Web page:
Recently, a fellow came to see us who considers himself an adult. According to the story of his life, he has survived his painful childhood. But his interpretation of the childhood which he survived comes from the distortions and misrepresentations of a child’s mind. Let’s be specific. “David” has spent many years seeing different therapists and psychiatrists, examining his childhood as a way of explaining his adult failings, depressions, and sense of insufficiency, inadequacy, and insecurity. Touch on any aspect of his life and he has a string of chronological events dating back to his childhood to explain why he is the way he is today. And most of these explanations point to his father as the reason for all of his faults. The traumatic incidents on his list of his father’s wrongdoings trip off his tongue like a well-worn script. Everything that David considers a current failing is linked to this list and can be traced back to this familiar story

When people are preoccupied with their internal conversations about their childhood, they become paralyzed and ineffective. Their lives become a series of investigations into why they operate the way they do and what caused them to be “screwed up.” There is a pitfall in rehashing one’s life. It’s paradoxical: On one hand, it is laudable to investigate those things that seem to inhibit our productivity and sense of well-being. But on the other hand, this same investigation can keep us lost in looking to blame something or someone outside ourselves for how our lives are currently showing up. We keep going back to, “If I had a different family, then my life would be different.” “If I had been born into old money and had all of the opportunities that were provided by my wealth and familial connections, then I would be successful.” Or, “If I had been born to a great actor, like Henry Fonda, then I could be a star and I would be in a family of superstars, but my father was just a waiter. He waited tables. I could have been so much more if I had had a better childhood.”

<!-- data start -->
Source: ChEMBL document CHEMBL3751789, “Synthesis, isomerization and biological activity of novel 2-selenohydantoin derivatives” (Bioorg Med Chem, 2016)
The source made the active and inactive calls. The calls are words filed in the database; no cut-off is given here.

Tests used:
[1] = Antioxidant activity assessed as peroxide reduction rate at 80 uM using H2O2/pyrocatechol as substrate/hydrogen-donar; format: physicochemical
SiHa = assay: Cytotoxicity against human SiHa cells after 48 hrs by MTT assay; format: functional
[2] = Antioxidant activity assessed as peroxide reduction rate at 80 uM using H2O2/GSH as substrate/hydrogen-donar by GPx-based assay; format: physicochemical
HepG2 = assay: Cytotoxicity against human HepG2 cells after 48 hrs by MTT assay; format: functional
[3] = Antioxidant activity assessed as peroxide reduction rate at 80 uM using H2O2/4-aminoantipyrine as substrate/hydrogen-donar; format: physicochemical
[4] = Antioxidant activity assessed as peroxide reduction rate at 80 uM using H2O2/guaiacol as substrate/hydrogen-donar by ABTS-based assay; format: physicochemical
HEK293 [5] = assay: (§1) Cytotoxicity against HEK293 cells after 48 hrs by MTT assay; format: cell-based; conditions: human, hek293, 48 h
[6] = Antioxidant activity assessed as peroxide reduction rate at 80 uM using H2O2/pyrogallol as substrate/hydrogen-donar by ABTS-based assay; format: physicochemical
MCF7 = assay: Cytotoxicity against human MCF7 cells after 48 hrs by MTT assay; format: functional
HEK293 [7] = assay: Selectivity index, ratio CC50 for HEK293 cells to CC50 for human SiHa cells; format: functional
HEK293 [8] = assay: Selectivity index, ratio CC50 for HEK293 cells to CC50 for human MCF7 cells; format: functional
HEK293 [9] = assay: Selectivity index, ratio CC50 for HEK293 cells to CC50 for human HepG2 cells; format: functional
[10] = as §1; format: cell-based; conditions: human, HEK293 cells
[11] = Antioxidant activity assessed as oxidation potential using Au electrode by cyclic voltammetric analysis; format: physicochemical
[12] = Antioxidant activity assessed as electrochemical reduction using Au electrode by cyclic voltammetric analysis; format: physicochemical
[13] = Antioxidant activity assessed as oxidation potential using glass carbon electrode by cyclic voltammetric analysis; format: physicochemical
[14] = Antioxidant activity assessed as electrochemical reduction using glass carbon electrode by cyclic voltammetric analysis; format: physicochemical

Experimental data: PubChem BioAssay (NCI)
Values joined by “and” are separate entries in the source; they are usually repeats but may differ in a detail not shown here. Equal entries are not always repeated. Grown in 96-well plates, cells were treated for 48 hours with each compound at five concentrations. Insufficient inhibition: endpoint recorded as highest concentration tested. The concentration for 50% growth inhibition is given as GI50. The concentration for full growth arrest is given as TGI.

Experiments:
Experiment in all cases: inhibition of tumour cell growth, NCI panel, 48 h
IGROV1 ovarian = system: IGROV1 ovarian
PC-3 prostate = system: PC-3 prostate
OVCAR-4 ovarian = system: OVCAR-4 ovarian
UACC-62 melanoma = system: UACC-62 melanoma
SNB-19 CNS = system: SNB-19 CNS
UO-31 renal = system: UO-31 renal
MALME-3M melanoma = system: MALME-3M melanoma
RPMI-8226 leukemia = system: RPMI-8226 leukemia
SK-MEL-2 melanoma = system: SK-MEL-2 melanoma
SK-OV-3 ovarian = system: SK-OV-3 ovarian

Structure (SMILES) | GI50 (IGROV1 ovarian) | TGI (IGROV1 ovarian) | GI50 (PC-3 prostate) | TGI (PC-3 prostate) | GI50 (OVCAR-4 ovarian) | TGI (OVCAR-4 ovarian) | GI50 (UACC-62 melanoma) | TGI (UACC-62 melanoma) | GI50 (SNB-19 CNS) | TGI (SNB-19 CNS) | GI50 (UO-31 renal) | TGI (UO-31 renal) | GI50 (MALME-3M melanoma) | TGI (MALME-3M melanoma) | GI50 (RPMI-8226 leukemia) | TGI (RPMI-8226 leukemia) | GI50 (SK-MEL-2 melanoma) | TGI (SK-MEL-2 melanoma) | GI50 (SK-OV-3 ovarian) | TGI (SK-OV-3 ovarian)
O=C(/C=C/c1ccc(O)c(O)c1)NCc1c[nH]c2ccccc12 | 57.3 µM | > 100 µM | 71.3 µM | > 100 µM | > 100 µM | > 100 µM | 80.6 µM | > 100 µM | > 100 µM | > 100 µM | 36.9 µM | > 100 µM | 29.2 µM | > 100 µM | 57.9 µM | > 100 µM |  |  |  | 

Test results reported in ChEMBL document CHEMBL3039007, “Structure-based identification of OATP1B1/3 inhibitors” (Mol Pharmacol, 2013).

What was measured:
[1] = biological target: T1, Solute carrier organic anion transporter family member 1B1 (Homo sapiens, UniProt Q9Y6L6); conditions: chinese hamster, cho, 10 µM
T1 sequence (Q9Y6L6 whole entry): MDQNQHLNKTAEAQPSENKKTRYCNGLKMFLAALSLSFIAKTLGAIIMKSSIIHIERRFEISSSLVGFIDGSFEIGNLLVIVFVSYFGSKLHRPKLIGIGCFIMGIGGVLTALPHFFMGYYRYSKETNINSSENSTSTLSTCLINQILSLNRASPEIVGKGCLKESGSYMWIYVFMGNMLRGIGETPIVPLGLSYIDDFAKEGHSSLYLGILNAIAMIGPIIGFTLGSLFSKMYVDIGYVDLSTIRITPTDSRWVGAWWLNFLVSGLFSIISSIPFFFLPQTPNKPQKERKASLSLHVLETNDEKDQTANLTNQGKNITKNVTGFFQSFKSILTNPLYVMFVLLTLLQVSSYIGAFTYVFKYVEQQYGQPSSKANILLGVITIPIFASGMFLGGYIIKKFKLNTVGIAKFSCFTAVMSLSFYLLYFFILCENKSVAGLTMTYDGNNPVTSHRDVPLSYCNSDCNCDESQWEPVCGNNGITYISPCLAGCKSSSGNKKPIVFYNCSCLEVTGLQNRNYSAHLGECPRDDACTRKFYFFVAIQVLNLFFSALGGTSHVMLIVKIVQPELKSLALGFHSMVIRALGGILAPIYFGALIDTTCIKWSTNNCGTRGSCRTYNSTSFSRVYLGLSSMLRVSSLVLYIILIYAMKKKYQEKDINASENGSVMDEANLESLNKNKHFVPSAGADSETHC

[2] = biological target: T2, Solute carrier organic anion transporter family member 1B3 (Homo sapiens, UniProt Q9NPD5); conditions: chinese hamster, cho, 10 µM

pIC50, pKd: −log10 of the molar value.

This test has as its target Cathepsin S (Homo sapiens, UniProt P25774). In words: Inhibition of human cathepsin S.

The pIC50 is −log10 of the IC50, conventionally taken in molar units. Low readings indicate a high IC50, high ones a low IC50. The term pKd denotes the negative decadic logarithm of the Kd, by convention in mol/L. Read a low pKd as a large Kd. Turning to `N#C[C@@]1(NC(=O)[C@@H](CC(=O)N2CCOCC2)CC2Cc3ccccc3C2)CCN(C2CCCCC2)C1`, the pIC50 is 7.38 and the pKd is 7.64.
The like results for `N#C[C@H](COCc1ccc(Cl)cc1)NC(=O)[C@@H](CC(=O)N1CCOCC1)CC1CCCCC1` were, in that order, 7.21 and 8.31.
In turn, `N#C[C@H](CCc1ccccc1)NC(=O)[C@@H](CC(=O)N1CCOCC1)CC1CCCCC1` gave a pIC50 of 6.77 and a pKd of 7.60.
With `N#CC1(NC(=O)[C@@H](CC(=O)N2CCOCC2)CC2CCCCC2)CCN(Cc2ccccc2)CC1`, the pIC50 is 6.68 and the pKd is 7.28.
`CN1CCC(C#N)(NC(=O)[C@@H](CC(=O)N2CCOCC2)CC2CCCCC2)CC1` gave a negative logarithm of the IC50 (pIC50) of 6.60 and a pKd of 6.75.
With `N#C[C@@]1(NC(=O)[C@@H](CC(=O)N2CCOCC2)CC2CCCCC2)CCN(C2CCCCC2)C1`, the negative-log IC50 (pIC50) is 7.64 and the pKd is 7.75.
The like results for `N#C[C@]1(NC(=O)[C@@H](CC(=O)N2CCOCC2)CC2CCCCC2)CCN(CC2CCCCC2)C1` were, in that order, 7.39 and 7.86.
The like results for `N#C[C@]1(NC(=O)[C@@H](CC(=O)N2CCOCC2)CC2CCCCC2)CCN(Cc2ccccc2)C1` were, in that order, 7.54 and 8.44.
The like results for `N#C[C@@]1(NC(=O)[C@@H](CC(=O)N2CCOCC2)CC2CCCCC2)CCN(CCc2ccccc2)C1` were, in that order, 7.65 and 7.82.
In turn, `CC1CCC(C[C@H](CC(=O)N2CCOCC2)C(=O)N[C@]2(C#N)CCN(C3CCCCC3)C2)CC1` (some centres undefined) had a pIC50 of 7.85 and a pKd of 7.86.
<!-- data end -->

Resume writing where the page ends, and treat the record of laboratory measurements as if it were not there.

There comes a point in each of our lives where there is an opportunity to actually take control. But in order to take command of the wheel that steers your life, it requires putting both hands on the wheel and going forward. If we are addicted to looking at our past to determine our future, it is as though we are driving down the road looking in the rear view mirror to figure out the turns that are coming ahead. Then we wonder why our fenders are so dented by life. To take control of our lives, we have to let go of our past and be with what is, rather than blame it on the history that came before.

What we are suggesting is that there is a possibility outside of the psychological interpretation in which your life is determined by pivotal events that happened in your childhood. If one chooses to use this psychological model, then one’s life is determined by those past pivotal moments. This means that there is no possibility to ever recover from those events.

There is available to humanity, at this point in time, a paradigm shift from cause and effect to “isness”—going from a psychological paradigm where our lives are determined by events in our past to a transformational approach where things are just the way they are, not because of some prior event.

No two things can occupy the same space at the same time. You cannot be living your life directly if you are already preoccupied with figuring out why you are the way you are. You can either be actively engaged in your life or thinking about your life. You cannot do both at the same time. If you are being in your life directly, you discover the possibility of true satisfaction, well-being, a sense of security and knowing that you are capable, rather than worrying about whether you are doing it right, if other people would approve of you, or even if you would approve of yourself. If you are living your life directly, you are no longer worrying about your childhood. In fact, your childhood becomes totally irrelevant to your life.

Author's Bio: 

Since 1987, internationally acclaimed authors, seminar leaders, and business consultants Ariel and Shya Kane have taught individuals, couples and organizations across the globe how to live in the moment and unwire the knee-jerk behaviors that get in the way of living life with ease. Together for 30 years and counting, people still ask Ariel and Shya if they are on their honeymoon. To find out more about the Kanes, their books, videos & seminars, visit:

The Kanes' newest book "How to Have A Match Made in Heaven: A Transformational Approach to Dating, Relating and Marriage" has won numerous awards, including the Mom's Choice Award Gold Medal, and is now available in English, Spanish and German. Learn more at